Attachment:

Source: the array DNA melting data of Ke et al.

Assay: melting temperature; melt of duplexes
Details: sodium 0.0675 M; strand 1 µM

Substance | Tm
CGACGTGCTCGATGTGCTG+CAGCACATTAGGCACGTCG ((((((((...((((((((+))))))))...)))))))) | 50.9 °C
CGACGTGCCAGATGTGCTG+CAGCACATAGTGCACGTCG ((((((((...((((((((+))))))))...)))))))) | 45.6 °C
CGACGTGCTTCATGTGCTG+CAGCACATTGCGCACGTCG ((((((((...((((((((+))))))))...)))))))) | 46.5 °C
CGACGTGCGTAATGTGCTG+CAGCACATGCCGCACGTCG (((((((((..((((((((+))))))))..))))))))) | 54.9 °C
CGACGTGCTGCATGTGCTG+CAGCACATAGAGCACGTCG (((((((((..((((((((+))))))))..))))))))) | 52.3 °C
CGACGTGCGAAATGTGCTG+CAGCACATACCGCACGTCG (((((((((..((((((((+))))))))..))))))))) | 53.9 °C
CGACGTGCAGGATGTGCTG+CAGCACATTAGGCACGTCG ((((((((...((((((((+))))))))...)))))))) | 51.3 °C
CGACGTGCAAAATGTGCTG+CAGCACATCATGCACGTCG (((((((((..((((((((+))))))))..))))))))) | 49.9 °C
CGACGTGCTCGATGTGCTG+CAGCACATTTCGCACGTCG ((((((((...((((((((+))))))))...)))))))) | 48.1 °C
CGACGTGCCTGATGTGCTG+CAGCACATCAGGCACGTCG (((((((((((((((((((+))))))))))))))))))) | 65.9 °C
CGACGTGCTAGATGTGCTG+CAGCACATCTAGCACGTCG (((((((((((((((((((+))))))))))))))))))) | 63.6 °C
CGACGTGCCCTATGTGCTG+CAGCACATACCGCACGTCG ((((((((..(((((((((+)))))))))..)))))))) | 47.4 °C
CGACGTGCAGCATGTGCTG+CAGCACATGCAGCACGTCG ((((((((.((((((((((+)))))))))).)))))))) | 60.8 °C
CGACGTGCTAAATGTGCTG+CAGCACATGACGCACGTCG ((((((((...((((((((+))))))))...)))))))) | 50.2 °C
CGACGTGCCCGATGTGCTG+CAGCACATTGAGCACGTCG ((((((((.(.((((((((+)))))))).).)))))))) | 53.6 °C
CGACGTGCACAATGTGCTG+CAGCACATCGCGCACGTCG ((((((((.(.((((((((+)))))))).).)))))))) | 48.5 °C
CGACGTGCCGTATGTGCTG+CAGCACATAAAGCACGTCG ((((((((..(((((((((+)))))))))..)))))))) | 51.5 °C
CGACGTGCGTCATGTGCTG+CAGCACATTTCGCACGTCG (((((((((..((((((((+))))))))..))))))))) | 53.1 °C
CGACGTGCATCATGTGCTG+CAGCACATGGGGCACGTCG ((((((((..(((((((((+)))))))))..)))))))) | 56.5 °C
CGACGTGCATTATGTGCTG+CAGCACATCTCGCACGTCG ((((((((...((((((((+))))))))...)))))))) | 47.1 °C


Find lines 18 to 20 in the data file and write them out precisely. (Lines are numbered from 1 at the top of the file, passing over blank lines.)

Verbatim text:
CGACGTGCTAAATGTGCTG+CAGCACATGACGCACGTCG ((((((((...((((((((+))))))))...)))))))) | 50.2 °C
CGACGTGCCCGATGTGCTG+CAGCACATTGAGCACGTCG ((((((((.(.((((((((+)))))))).).)))))))) | 53.6 °C
CGACGTGCACAATGTGCTG+CAGCACATCGCGCACGTCG ((((((((.(.((((((((+)))))))).).)))))))) | 48.5 °C